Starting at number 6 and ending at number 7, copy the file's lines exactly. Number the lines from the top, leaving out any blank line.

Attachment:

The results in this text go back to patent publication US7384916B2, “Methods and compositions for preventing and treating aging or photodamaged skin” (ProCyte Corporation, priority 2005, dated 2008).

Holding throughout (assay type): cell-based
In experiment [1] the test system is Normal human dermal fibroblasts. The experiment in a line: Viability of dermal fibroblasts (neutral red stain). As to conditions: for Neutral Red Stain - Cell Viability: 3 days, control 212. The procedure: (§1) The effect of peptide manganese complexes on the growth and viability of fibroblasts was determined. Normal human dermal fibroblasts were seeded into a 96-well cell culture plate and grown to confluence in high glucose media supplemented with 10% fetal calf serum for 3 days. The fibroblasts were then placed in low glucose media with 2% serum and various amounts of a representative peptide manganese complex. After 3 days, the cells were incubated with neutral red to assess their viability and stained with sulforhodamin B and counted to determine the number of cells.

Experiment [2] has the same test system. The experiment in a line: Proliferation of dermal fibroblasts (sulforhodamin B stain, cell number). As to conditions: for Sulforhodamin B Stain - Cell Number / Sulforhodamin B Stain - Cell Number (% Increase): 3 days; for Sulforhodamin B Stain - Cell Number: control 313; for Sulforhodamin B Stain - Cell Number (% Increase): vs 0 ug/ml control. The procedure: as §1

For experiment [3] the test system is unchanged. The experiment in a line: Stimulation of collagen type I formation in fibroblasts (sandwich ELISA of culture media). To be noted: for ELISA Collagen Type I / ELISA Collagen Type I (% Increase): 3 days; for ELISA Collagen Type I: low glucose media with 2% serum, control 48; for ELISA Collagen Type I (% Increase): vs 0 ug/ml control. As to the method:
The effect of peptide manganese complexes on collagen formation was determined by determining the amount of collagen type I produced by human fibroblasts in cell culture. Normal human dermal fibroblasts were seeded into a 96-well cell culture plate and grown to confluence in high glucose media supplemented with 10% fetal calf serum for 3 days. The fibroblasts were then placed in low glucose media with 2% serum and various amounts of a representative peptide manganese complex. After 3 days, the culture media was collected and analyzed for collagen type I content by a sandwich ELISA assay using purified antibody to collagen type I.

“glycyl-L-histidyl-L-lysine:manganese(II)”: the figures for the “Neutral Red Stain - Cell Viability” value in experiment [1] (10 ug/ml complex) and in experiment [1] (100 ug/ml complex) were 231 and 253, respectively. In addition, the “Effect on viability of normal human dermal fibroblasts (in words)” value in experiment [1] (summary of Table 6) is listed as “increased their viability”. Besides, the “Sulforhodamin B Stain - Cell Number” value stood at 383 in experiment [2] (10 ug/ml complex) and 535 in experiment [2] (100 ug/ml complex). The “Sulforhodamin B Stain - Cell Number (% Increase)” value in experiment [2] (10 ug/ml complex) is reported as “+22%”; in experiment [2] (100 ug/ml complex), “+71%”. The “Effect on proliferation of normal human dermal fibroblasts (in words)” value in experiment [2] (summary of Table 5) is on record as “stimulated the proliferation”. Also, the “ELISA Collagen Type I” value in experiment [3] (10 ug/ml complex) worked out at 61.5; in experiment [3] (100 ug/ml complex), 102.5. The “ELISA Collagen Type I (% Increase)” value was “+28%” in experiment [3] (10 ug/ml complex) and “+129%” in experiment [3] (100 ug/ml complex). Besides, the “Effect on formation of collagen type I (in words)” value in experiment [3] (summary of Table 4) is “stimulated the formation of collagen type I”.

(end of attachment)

The effect of peptide manganese complexes on collagen formation was determined by determining the amount of collagen type I produced by human fibroblasts in cell culture. Normal human dermal fibroblasts were seeded into a 96-well cell culture plate and grown to confluence in high glucose media supplemented with 10% fetal calf serum for 3 days. The fibroblasts were then placed in low glucose media with 2% serum and various amounts of a representative peptide manganese complex. After 3 days, the culture media was collected and analyzed for collagen type I content by a sandwich ELISA assay using purified antibody to collagen type I.

“glycyl-L-histidyl-L-lysine:manganese(II)”: the figures for the “Neutral Red Stain - Cell Viability” value in experiment [1] (10 ug/ml complex) and in experiment [1] (100 ug/ml complex) were 231 and 253, respectively. In addition, the “Effect on viability of normal human dermal fibroblasts (in words)” value in experiment [1] (summary of Table 6) is listed as “increased their viability”. Besides, the “Sulforhodamin B Stain - Cell Number” value stood at 383 in experiment [2] (10 ug/ml complex) and 535 in experiment [2] (100 ug/ml complex). The “Sulforhodamin B Stain - Cell Number (% Increase)” value in experiment [2] (10 ug/ml complex) is reported as “+22%”; in experiment [2] (100 ug/ml complex), “+71%”. The “Effect on proliferation of normal human dermal fibroblasts (in words)” value in experiment [2] (summary of Table 5) is on record as “stimulated the proliferation”. Also, the “ELISA Collagen Type I” value in experiment [3] (10 ug/ml complex) worked out at 61.5; in experiment [3] (100 ug/ml complex), 102.5. The “ELISA Collagen Type I (% Increase)” value was “+28%” in experiment [3] (10 ug/ml complex) and “+129%” in experiment [3] (100 ug/ml complex). Besides, the “Effect on formation of collagen type I (in words)” value in experiment [3] (summary of Table 4) is “stimulated the formation of collagen type I”.